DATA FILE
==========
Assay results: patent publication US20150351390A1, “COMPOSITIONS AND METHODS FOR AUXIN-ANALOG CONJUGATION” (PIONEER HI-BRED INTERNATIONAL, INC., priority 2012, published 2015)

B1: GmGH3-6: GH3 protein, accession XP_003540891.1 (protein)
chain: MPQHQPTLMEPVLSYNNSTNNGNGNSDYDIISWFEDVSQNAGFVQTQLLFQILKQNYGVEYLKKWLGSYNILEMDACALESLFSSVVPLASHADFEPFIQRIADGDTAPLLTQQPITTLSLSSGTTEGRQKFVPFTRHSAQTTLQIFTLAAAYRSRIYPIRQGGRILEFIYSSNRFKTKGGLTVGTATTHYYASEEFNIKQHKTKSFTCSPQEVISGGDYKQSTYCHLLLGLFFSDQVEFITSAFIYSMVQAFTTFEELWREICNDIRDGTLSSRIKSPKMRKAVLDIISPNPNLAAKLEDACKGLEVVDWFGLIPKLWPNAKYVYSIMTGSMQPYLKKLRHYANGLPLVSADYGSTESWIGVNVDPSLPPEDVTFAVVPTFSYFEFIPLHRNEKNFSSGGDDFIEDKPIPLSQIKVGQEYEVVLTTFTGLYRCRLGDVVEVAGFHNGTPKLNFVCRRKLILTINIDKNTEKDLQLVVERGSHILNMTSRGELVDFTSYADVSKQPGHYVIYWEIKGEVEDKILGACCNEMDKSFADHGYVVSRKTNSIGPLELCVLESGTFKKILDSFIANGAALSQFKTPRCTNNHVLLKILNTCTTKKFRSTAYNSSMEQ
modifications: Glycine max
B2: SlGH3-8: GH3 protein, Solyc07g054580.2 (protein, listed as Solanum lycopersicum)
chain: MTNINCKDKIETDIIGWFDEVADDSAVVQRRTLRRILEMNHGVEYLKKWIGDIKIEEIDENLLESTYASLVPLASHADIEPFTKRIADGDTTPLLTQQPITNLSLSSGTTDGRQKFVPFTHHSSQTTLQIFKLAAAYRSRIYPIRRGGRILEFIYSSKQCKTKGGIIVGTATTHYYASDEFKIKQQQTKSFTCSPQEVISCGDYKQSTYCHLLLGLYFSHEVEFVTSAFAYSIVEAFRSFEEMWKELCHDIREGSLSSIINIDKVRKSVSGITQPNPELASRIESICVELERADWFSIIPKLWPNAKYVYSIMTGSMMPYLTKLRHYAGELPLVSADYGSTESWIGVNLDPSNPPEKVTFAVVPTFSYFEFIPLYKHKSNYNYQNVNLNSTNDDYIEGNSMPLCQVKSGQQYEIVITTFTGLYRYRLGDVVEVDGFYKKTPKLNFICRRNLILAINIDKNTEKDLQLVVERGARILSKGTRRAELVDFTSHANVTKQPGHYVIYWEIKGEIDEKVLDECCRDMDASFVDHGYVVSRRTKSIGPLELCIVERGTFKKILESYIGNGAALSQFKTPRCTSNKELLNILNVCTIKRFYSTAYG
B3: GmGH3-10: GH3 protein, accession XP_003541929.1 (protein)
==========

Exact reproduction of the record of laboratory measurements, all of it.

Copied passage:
Assay results: patent publication US20150351390A1, “COMPOSITIONS AND METHODS FOR AUXIN-ANALOG CONJUGATION” (PIONEER HI-BRED INTERNATIONAL, INC., priority 2012, published 2015)

B1: GmGH3-6: GH3 protein, accession XP_003540891.1 (protein)
chain: MPQHQPTLMEPVLSYNNSTNNGNGNSDYDIISWFEDVSQNAGFVQTQLLFQILKQNYGVEYLKKWLGSYNILEMDACALESLFSSVVPLASHADFEPFIQRIADGDTAPLLTQQPITTLSLSSGTTEGRQKFVPFTRHSAQTTLQIFTLAAAYRSRIYPIRQGGRILEFIYSSNRFKTKGGLTVGTATTHYYASEEFNIKQHKTKSFTCSPQEVISGGDYKQSTYCHLLLGLFFSDQVEFITSAFIYSMVQAFTTFEELWREICNDIRDGTLSSRIKSPKMRKAVLDIISPNPNLAAKLEDACKGLEVVDWFGLIPKLWPNAKYVYSIMTGSMQPYLKKLRHYANGLPLVSADYGSTESWIGVNVDPSLPPEDVTFAVVPTFSYFEFIPLHRNEKNFSSGGDDFIEDKPIPLSQIKVGQEYEVVLTTFTGLYRCRLGDVVEVAGFHNGTPKLNFVCRRKLILTINIDKNTEKDLQLVVERGSHILNMTSRGELVDFTSYADVSKQPGHYVIYWEIKGEVEDKILGACCNEMDKSFADHGYVVSRKTNSIGPLELCVLESGTFKKILDSFIANGAALSQFKTPRCTNNHVLLKILNTCTTKKFRSTAYNSSMEQ
modifications: Glycine max
B2: SlGH3-8: GH3 protein, Solyc07g054580.2 (protein, listed as Solanum lycopersicum)
chain: MTNINCKDKIETDIIGWFDEVADDSAVVQRRTLRRILEMNHGVEYLKKWIGDIKIEEIDENLLESTYASLVPLASHADIEPFTKRIADGDTTPLLTQQPITNLSLSSGTTDGRQKFVPFTHHSSQTTLQIFKLAAAYRSRIYPIRRGGRILEFIYSSKQCKTKGGIIVGTATTHYYASDEFKIKQQQTKSFTCSPQEVISCGDYKQSTYCHLLLGLYFSHEVEFVTSAFAYSIVEAFRSFEEMWKELCHDIREGSLSSIINIDKVRKSVSGITQPNPELASRIESICVELERADWFSIIPKLWPNAKYVYSIMTGSMMPYLTKLRHYAGELPLVSADYGSTESWIGVNLDPSNPPEKVTFAVVPTFSYFEFIPLYKHKSNYNYQNVNLNSTNDDYIEGNSMPLCQVKSGQQYEIVITTFTGLYRYRLGDVVEVDGFYKKTPKLNFICRRNLILAINIDKNTEKDLQLVVERGARILSKGTRRAELVDFTSHANVTKQPGHYVIYWEIKGEIDEKVLDECCRDMDASFVDHGYVVSRRTKSIGPLELCIVERGTFKKILESYIGNGAALSQFKTPRCTSNKELLNILNVCTIKRFYSTAYG
B3: GmGH3-10: GH3 protein, accession XP_003541929.1 (protein)